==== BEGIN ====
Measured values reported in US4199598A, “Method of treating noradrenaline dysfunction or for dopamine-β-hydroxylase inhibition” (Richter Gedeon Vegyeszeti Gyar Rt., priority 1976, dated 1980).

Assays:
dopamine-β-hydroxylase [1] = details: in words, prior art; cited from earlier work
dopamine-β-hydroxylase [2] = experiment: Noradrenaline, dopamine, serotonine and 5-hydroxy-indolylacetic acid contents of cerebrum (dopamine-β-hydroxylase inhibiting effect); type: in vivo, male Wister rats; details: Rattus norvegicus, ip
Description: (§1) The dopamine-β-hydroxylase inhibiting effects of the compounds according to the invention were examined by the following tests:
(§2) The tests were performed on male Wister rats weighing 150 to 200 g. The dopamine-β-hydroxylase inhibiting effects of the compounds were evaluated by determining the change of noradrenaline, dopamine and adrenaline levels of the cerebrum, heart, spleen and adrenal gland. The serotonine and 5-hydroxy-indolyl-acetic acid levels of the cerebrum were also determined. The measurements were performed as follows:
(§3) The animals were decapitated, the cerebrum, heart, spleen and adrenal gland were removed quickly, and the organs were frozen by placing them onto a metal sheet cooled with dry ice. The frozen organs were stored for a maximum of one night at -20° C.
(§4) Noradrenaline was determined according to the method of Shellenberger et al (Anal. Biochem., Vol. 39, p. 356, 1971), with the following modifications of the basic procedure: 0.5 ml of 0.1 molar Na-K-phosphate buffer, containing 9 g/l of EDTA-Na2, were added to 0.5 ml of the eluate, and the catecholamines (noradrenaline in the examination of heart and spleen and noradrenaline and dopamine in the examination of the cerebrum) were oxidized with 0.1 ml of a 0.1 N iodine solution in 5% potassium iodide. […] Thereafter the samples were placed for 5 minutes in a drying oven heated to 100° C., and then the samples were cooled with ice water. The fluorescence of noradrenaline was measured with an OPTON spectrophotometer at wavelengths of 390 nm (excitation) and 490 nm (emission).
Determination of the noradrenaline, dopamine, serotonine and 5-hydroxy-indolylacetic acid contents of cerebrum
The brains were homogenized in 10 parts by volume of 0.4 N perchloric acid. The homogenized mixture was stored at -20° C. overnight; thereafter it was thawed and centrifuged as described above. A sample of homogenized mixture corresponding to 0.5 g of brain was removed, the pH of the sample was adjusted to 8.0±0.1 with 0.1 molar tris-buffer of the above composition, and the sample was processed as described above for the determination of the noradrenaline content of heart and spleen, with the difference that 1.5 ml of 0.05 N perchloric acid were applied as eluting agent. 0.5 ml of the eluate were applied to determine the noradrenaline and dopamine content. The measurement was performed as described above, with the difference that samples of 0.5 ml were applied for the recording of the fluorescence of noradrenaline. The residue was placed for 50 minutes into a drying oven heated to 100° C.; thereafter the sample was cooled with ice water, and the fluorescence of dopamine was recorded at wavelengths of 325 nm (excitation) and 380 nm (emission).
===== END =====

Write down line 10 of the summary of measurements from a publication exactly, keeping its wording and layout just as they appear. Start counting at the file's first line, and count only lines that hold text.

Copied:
The brains were homogenized in 10 parts by volume of 0.4 N perchloric acid. The homogenized mixture was stored at -20° C. overnight; thereafter it was thawed and centrifuged as described above. A sample of homogenized mixture corresponding to 0.5 g of brain was removed, the pH of the sample was adjusted to 8.0±0.1 with 0.1 molar tris-buffer of the above composition, and the sample was processed as described above for the determination of the noradrenaline content of heart and spleen, with the difference that 1.5 ml of 0.05 N perchloric acid were applied as eluting agent. 0.5 ml of the eluate were applied to determine the noradrenaline and dopamine content. The measurement was performed as described above, with the difference that samples of 0.5 ml were applied for the recording of the fluorescence of noradrenaline. The residue was placed for 50 minutes into a drying oven heated to 100° C.; thereafter the sample was cooled with ice water, and the fluorescence of dopamine was recorded at wavelengths of 325 nm (excitation) and 380 nm (emission).